Trump Media and Technology Group Director of Communications Mattheus Wagner declined to comment on how Gilliam’s order may affect its business or provide Truth Social metrics, citing its pending merger, except to note that Trump estimated its user base was around 5 million a month ago.
Truth Social quickly shot to the top of Apple’s free apps, followed by Twitter, when it left an extended beta period in April. The expansion coincided with billionaire Elon Musk’s pledged $44 million Twitter purchase, whose later collapse was followed by a raft of suspensions and lockouts against medical experts and critics of gender ideology.
Google argued the lawsuit must be “broken into distinct theories” of liability based on Rumble’s allegations — “self-preferencing” YouTube in search results, “tying” its video service to other Google apps, and “unlawfully dominating the search market with agreements involving distribution” of Google search — and the latter two then dismissed.
But the search behemoth could only find two nonprecedential trial court opinions to support this argument, the Obama nominee said, and it doesn’t dispute the viability of the self-preferencing claim: obtaining and maintaining an online video monopoly and algorithmically directing users to YouTube “with no valid business purpose or benefit” to them.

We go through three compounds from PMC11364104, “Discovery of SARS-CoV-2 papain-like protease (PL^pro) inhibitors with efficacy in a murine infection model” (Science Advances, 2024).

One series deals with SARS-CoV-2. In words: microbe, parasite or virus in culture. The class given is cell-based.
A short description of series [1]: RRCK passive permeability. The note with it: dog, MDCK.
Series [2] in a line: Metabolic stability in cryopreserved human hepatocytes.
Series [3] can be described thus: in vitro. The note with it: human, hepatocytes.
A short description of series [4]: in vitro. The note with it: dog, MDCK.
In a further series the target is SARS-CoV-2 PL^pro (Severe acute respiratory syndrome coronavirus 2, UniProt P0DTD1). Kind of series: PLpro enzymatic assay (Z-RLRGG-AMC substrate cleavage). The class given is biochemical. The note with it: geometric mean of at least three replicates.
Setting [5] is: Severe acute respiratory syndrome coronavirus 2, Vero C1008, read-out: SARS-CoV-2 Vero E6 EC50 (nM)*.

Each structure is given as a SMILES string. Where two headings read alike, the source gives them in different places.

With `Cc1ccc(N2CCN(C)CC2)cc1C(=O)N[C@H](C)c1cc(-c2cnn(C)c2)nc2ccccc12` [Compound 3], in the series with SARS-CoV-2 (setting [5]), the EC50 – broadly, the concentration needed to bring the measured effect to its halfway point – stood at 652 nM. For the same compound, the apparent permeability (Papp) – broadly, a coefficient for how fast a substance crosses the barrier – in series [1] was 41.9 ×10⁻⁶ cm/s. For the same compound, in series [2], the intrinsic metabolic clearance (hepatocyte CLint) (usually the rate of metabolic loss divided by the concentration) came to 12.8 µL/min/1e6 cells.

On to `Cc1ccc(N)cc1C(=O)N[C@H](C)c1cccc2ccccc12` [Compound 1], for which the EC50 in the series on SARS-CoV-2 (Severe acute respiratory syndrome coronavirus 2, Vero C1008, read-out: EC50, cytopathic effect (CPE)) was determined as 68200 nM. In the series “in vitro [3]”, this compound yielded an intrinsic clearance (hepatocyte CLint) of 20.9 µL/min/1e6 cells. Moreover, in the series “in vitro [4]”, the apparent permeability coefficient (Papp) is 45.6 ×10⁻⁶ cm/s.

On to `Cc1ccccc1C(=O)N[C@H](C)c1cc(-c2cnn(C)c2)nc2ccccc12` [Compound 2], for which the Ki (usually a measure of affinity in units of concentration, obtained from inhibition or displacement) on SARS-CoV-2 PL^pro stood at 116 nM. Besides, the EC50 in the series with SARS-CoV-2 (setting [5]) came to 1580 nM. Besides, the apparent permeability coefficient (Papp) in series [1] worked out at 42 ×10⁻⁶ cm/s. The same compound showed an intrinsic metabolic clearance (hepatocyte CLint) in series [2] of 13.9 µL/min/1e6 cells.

This “parsing” argument is also “at least arguably in tension” with 60-year-old Supreme Court precedent giving antitrust plaintiffs “the full benefit of their proof without compartmentalizing the various factual components and wiping the slate clean after scrutiny of each,” Gilliam wrote.
Google also sought the removal of allegations that it achieved and maintained an unlawful video monopoly by conditioning device makers’ access to the Android mobile operating system and its other popular services on “preinstallation of the YouTube app” and sometimes requiring bans on rival preinstallations. These are known as “anti-forking” agreements.
Motions to strike “are often used as delaying tactics” and Google hasn’t shown the allegations are “redundant, immaterial, impertinent, or scandalous,” Gilliam said. The developing factual record could show that “all of the interrelated conduct” is relevant to Rumble’s self-preferencing claim.
It wasn’t clear from oral argument last fall which way Gilliam was leaning. The Sept. 29 hearing transcript shows he was skeptical of Rumble’s effort “to loop in things that are happening in the general search market,” where it doesn’t compete, under the long-disputed “monopoly leveraging doctrine.”